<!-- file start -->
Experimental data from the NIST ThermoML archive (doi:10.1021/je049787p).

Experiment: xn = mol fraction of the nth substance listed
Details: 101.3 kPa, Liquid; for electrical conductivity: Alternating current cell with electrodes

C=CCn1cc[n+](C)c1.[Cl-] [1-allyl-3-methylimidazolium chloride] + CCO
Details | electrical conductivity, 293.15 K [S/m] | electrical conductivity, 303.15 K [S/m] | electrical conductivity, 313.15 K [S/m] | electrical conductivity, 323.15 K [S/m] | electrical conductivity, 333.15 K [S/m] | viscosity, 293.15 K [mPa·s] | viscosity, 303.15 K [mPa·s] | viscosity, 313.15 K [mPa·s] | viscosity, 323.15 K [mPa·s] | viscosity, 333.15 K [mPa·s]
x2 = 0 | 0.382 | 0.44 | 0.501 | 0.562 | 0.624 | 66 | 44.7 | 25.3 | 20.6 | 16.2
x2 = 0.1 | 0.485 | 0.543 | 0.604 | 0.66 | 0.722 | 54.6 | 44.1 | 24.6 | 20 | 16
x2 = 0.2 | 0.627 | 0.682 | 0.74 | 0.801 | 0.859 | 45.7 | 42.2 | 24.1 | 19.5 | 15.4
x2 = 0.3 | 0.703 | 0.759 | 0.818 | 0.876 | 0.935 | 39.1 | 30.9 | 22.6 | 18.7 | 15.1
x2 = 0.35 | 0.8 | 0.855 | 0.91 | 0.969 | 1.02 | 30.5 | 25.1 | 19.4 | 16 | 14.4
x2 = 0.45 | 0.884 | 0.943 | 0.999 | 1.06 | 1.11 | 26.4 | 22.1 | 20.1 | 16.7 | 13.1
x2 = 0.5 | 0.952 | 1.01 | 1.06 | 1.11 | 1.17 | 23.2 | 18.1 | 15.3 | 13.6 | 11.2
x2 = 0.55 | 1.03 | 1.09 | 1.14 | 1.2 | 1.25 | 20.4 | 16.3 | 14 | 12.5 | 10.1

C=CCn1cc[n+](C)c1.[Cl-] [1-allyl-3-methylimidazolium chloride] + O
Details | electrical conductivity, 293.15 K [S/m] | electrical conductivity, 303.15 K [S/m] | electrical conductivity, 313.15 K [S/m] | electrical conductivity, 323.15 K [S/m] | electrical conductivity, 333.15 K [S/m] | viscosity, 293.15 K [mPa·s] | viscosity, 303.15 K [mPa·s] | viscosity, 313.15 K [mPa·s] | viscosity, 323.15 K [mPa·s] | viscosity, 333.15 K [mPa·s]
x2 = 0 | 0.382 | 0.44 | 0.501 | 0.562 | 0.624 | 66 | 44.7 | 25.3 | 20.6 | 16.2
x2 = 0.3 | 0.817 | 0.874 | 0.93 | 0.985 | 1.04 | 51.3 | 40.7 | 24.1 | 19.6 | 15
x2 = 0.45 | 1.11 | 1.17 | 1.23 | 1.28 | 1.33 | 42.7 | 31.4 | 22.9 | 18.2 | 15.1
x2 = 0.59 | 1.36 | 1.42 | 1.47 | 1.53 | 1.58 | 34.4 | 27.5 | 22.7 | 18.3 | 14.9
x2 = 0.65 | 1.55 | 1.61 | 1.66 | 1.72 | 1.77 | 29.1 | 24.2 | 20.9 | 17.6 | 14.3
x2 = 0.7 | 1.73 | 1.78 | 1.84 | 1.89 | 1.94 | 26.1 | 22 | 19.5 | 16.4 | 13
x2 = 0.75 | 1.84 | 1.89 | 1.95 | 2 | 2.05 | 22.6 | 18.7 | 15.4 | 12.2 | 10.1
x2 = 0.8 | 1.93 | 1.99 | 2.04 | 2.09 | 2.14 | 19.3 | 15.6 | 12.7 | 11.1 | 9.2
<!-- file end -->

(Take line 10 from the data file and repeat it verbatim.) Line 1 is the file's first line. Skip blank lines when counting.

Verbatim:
x2 = 0.35 | 0.8 | 0.855 | 0.91 | 0.969 | 1.02 | 30.5 | 25.1 | 19.4 | 16 | 14.4